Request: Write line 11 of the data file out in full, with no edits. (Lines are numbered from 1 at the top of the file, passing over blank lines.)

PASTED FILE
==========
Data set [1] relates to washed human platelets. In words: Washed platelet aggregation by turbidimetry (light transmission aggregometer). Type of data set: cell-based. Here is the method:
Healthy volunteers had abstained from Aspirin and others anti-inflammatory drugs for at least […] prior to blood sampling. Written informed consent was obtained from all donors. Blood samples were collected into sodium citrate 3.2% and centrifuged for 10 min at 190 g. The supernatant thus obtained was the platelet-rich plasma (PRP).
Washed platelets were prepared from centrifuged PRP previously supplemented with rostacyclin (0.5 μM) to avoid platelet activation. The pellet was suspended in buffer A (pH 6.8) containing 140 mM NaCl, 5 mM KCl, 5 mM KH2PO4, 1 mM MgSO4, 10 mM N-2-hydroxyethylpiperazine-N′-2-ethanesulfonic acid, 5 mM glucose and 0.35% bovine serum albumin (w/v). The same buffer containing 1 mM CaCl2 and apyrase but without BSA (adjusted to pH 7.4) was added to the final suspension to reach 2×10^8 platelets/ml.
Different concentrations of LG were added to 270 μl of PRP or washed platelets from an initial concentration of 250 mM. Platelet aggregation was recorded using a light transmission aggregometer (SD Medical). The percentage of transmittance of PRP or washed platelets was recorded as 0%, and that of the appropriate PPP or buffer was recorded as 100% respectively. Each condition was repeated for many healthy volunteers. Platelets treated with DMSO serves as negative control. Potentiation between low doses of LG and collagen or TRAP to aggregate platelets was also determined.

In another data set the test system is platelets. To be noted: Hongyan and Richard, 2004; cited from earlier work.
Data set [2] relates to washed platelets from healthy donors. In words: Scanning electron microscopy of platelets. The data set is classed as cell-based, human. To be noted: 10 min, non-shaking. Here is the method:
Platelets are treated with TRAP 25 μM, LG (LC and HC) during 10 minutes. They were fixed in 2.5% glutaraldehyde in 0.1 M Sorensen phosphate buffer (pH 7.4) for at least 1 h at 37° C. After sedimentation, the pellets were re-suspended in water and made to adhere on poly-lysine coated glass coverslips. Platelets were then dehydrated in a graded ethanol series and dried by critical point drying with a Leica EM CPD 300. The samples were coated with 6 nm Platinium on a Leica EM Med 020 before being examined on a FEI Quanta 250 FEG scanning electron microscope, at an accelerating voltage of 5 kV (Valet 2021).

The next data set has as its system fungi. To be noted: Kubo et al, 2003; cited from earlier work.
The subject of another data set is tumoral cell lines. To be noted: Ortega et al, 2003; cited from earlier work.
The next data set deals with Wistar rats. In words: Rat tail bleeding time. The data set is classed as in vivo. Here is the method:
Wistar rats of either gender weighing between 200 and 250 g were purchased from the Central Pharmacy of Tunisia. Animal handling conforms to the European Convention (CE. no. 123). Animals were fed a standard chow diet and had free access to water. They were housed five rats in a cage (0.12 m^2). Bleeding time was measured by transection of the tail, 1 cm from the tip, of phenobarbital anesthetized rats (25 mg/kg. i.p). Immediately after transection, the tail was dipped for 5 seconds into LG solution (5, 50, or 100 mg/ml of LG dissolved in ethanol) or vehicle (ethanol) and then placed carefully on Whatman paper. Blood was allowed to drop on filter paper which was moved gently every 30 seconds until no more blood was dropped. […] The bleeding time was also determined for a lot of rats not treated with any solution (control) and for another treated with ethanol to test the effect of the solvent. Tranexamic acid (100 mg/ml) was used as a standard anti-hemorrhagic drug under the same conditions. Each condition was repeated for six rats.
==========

Wistar rats of either gender weighing between 200 and 250 g were purchased from the Central Pharmacy of Tunisia. Animal handling conforms to the European Convention (CE. no. 123). Animals were fed a standard chow diet and had free access to water. They were housed five rats in a cage (0.12 m^2). Bleeding time was measured by transection of the tail, 1 cm from the tip, of phenobarbital anesthetized rats (25 mg/kg. i.p). Immediately after transection, the tail was dipped for 5 seconds into LG solution (5, 50, or 100 mg/ml of LG dissolved in ethanol) or vehicle (ethanol) and then placed carefully on Whatman paper. Blood was allowed to drop on filter paper which was moved gently every 30 seconds until no more blood was dropped. […] The bleeding time was also determined for a lot of rats not treated with any solution (control) and for another treated with ethanol to test the effect of the solvent. Tranexamic acid (100 mg/ml) was used as a standard anti-hemorrhagic drug under the same conditions. Each condition was repeated for six rats.